Therapeutic Reconciliation Counselling - Successful Families Inc.
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Therapeutic Reconciliation Counselling

Therapeutic reconciliation is not about changing the past or even requiring agreement on prior positions.

It accepts there will be different versions of past events and a lot of prior upset as a result.  A core feature of reconciliation counseling is rebuilding trust between the child and estranged parent. Reconciliation might lead to reunification evidenced by increased unsupervised time for the child with the parent.

The idea is to move the conflicting parties from confrontation to collaboration.

Reconciliation is forward-looking in that it enables individuals, including the parents, to come to terms with their divergences, developing empathy and acceptance between the conflicting parties and allowing the parties to jointly define their involvement and relationship.  The idea is to move the conflicting parties from confrontation to collaboration so that they can move on with their lives whether separately or together but in ways that promote continuity of inter-parental responsibilities.

The format would typically consist of an initial individual session with each caregiver, followed by an individual interview with the child(ren).  The therapist will then determine the structure and the pacing of the work between the child(ren) and the estranged parent.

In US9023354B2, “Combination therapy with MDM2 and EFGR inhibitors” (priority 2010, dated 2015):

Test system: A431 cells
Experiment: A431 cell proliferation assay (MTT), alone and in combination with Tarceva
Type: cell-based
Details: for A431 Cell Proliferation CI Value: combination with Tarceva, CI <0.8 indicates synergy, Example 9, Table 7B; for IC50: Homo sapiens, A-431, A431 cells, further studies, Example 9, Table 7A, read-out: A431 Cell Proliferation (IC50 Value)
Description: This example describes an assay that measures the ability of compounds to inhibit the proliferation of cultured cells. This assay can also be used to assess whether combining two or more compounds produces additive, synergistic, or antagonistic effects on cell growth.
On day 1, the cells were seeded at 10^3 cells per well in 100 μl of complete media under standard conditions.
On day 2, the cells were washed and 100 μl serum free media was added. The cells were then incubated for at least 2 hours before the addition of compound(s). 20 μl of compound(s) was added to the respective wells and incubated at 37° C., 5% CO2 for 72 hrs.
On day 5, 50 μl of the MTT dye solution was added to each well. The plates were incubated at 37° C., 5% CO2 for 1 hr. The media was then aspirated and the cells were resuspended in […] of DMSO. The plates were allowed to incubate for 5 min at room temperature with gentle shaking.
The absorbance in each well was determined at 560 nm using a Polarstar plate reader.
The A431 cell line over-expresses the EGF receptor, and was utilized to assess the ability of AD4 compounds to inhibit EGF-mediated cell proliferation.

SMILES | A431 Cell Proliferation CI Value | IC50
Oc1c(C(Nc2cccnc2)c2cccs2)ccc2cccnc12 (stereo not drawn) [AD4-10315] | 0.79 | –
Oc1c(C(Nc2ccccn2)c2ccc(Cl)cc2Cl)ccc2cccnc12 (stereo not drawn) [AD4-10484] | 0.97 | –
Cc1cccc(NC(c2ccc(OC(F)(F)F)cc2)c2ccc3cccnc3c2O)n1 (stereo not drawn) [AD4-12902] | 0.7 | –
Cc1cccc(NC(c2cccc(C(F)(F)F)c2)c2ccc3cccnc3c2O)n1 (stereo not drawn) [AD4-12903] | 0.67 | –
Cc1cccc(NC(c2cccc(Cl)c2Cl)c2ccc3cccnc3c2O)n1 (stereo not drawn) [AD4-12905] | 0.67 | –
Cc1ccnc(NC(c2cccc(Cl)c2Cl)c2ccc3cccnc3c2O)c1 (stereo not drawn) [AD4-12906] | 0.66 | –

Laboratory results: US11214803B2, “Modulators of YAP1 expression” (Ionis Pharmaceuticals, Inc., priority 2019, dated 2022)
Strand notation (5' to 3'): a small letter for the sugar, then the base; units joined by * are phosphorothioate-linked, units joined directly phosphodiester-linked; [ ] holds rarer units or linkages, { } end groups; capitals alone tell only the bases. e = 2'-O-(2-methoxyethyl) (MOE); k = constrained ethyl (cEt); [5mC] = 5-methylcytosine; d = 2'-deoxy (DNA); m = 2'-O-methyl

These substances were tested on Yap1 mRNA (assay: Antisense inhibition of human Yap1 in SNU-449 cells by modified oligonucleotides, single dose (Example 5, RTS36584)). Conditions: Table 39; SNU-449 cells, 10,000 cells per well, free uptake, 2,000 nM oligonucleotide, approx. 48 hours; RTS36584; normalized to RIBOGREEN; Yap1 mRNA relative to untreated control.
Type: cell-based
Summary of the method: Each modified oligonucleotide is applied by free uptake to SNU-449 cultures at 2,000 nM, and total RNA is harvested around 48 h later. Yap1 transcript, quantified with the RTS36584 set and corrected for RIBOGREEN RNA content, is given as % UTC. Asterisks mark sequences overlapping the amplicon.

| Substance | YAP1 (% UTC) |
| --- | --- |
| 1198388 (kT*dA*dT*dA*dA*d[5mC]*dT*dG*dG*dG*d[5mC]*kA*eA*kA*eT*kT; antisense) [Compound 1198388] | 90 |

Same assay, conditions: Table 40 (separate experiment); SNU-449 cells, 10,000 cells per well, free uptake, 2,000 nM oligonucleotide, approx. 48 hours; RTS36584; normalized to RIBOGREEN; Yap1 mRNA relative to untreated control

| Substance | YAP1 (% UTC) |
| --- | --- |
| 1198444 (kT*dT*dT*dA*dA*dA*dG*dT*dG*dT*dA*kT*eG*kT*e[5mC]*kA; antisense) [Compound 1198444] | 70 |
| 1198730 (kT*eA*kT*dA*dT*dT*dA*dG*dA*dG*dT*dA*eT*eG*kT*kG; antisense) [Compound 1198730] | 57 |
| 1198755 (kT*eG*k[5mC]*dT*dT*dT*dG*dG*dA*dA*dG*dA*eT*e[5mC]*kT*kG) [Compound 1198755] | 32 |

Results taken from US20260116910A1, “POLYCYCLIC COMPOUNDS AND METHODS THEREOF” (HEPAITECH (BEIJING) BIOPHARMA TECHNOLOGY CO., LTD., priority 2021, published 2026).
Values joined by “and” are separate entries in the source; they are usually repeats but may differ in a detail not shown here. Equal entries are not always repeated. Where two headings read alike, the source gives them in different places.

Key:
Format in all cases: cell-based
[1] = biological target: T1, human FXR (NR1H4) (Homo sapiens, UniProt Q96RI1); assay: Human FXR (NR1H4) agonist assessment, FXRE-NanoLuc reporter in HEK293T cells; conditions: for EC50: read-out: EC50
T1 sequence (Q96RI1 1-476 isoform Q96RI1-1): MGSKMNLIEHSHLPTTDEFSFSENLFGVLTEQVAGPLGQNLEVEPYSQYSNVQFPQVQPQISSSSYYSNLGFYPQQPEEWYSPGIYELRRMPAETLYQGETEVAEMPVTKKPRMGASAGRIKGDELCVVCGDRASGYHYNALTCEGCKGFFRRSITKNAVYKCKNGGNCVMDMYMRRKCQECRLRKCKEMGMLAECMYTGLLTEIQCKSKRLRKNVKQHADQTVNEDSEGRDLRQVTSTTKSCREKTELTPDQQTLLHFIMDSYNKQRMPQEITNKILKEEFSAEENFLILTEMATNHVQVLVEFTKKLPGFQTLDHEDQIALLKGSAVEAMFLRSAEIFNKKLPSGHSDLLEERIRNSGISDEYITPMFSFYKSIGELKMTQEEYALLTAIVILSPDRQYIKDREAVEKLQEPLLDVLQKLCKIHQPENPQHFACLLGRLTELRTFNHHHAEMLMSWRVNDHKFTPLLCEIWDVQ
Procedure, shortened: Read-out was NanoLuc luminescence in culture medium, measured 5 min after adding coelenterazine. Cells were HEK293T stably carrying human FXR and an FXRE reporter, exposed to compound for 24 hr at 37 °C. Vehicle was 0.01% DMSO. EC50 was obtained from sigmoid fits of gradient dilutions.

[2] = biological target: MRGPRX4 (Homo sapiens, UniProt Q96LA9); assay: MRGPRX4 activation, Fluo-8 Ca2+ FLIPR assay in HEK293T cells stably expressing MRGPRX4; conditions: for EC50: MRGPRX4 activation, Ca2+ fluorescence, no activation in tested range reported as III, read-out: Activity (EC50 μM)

Goals of the reconciliation counselling are parallel to those in the Multi-Day Family Intervention, which include:

  • to foster healthy child adjustment;
  • to facilitate the implementation of the previously agreed to or court-ordered parenting time schedule,
  • to restore adequate parent functioning, parenting and roles;
  • to restore and/or facilitate contact between children and a parent;
  • to work with each parent and their children towards the goal of identifying and separating each child’s needs and views from each parent’s needs and views;
  • to assist the parents to fully understand the needs of each children and the negative repercussions for the children of a severed and/or compromised relationship with a parent in their young lives and as adults;
  • to work with each family member to help them form more appropriate parent-parent and parent-child roles and boundaries;
  • to correct the child’s distortions and replace with realistic perceptions to reflect the child’s actual experience with both parents;
  • to assist the child to differentiate self from others and exercise age-appropriate autonomy;
  • to help each parent to distinguish valid concerns from overly negative, critical and generalized views relating to the other parent;
  • to assist parents to resolve relevant parent-child conflicts;
  • to improve our parenting skills and family communication skills.

While the parents may have different views about the cause and reasons for the children’s refusal or reluctance to have contact with one parent, they agree not only to the objectives defined above, but also that they each need to be a part of the solution to meet those objectives.

The therapist’s responsibility is to provide feedback to the parents throughout the process, and to the Court as it is requested. This information would pertain to the parents’ abilities to follow the clinical direction of the therapist and support the goal of reconciliation for the betterment of the child(ren).